Corruption hits economic growth – and markets can do nothing to stop it

Paul Ormerod
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A culture of bribery and corruption is self-reinforcing (Source: Getty)
Sepp Blatter’s resignation as president of Fifa comes after a week of scandal for the global football body. Among soccer fans, sadly, the organisation has become a byword for sleaze. England spent £21m on the campaign to secure the 2018 World Cup. The height of our attempts to influence the delegates seems to have been the offer of a free breakfast with Prince William in Zurich. Little wonder we only obtained one vote in addition to our own.
Economics has a great deal to say about corruption. Does it, for example, tend to increase or reduce the level of GDP per head in a country? The answer might seem obvious, but economic theorists are nothing if not imaginative. For example, in almost a caricature of rational choice theory, it has been argued that allowing government employees to solicit bribes provides them with an incentive to work harder. To be fair, however, the overwhelming consensus is that corruption is bad for the economy.
A key figure in the debate is Paolo Mauro, for over 20 years a senior economist at the IMF, and now a fellow of the Peterson Institute in Washington, DC. His 1995 article in the Quarterly Journal of Economics has become the classic empirical investigation of the impacts of both bureaucracy and corruption on growth. He constructed a detailed database across 67 countries, summarised in a bureaucratic efficiency index. This combined data on red tape, the independence of the judiciary, and corruption.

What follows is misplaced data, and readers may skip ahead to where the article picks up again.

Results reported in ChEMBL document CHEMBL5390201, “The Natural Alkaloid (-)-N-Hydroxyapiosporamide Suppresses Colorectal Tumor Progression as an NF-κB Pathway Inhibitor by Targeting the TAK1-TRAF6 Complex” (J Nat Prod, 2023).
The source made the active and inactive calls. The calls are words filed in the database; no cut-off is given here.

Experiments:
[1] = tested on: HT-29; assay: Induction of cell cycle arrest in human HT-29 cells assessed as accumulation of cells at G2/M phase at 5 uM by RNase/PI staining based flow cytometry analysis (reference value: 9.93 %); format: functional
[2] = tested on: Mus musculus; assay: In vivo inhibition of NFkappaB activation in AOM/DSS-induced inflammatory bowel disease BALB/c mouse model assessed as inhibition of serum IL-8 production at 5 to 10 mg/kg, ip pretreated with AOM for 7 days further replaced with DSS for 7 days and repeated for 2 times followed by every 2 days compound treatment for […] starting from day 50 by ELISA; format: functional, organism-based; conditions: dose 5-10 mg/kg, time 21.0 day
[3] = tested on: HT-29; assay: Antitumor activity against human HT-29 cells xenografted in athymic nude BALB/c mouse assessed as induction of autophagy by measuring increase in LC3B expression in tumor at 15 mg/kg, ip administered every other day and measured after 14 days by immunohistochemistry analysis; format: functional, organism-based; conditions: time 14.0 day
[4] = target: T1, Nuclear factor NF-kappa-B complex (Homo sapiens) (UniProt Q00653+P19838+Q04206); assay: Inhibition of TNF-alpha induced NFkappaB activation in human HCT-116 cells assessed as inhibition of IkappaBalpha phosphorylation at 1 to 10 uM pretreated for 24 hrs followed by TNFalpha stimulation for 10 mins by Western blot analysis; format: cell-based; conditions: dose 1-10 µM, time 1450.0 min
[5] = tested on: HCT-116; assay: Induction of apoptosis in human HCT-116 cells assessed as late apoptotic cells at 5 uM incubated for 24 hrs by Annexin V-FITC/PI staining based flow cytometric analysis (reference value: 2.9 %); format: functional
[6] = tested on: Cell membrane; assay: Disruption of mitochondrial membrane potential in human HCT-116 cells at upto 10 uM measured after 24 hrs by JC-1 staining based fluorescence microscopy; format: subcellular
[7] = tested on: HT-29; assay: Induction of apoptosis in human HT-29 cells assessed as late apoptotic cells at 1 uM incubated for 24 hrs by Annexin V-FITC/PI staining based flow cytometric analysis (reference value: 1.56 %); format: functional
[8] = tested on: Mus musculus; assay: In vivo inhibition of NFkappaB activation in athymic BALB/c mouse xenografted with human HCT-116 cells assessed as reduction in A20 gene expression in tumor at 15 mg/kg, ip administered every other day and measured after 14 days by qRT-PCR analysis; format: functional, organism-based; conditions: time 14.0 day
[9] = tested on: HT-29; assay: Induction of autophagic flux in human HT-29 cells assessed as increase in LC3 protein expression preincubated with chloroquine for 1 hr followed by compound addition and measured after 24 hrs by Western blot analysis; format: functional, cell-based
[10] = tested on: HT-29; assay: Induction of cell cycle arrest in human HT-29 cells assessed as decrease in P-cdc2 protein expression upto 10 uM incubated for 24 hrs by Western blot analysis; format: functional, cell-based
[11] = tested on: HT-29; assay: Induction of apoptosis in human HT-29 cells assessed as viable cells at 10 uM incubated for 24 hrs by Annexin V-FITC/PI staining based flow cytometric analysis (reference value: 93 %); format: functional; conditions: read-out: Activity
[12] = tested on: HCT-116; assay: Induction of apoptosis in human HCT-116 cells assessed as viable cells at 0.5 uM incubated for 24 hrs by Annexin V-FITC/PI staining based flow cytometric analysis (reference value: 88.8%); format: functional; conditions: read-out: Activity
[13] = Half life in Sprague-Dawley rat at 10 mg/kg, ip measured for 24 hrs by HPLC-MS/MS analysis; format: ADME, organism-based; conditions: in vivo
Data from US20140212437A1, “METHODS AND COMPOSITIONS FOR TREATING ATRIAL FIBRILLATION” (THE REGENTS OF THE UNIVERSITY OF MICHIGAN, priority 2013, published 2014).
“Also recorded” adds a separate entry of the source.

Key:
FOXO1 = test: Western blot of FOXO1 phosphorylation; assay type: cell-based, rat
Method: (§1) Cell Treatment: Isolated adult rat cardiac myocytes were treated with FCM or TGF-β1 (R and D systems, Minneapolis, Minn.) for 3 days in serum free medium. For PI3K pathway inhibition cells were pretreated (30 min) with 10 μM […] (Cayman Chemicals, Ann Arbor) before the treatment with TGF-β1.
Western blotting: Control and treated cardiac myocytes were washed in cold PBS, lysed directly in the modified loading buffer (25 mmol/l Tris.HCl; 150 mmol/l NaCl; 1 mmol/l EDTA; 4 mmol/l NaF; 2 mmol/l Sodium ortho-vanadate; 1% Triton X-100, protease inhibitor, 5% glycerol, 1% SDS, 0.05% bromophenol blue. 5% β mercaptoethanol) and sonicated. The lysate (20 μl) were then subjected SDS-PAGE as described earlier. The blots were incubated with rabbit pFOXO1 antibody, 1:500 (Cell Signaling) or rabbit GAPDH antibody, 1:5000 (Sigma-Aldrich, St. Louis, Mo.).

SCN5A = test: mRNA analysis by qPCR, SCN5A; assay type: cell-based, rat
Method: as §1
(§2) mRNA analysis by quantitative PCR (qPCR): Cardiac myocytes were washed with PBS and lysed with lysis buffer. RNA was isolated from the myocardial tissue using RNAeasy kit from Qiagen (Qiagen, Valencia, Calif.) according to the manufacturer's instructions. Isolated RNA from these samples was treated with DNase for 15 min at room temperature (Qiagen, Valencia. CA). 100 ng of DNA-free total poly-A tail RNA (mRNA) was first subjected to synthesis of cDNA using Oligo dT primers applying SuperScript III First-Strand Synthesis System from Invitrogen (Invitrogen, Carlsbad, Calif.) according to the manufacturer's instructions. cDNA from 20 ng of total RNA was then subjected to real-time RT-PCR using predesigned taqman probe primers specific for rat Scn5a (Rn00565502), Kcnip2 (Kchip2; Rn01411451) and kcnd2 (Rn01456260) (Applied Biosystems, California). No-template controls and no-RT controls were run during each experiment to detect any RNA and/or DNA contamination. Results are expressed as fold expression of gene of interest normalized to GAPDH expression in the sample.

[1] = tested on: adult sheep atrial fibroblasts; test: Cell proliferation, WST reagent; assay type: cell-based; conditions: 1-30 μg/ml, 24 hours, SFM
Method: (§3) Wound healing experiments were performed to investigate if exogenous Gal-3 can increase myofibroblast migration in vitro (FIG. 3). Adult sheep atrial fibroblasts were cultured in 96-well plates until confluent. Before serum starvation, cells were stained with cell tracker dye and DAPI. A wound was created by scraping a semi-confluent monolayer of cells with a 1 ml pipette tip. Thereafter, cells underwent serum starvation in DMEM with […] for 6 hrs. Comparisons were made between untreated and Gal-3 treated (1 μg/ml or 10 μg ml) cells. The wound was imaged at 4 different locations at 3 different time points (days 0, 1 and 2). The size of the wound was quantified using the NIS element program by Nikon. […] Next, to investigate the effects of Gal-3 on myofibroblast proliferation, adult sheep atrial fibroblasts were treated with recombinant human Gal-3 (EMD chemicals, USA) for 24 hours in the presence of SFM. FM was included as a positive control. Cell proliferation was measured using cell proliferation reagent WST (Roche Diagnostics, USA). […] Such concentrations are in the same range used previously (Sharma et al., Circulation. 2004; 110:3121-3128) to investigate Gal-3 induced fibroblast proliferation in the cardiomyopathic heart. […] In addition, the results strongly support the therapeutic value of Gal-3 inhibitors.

Mauro divided his sample into six different groups, depending upon the level of his index. There is coincidentally a very strong correlation between membership of these groups and whether or not a country has actively supported Sepp Blatter in Fifa. The African countries, for example, are almost all in the bottom two groups in terms of efficiency, and the top two are made up of Western Europe, America, Canada, Singapore and Japan.
The negative impact of corruption on growth is strong. The results of Mauro’s sophisticated statistical analysis are not straightforward to present. But as an example, if Nigeria could somehow move from the most corrupt of his six groups to the third most corrupt, its economic growth rate would improve by as much as 1 per cent a year. If the country had done this over the whole period of its independence from the 1960s, income per head would be 65 per cent higher than it is now.
The problem, of course, is that a culture of bribery and corruption is self-reinforcing. In a corrupt society, it is in the collective interest to move to a much lower level of corruption. But it is not really in any individual’s interest to try and do so. If you take bribes, you will lose them. And if you expose bribes, you will be ostracised, maybe even killed. This clash between the collective and the individual interest means that markets cannot solve the problem. I rarely praise the bureaucrats of the OECD in Paris, but their anti-bribery campaigns deserve support.

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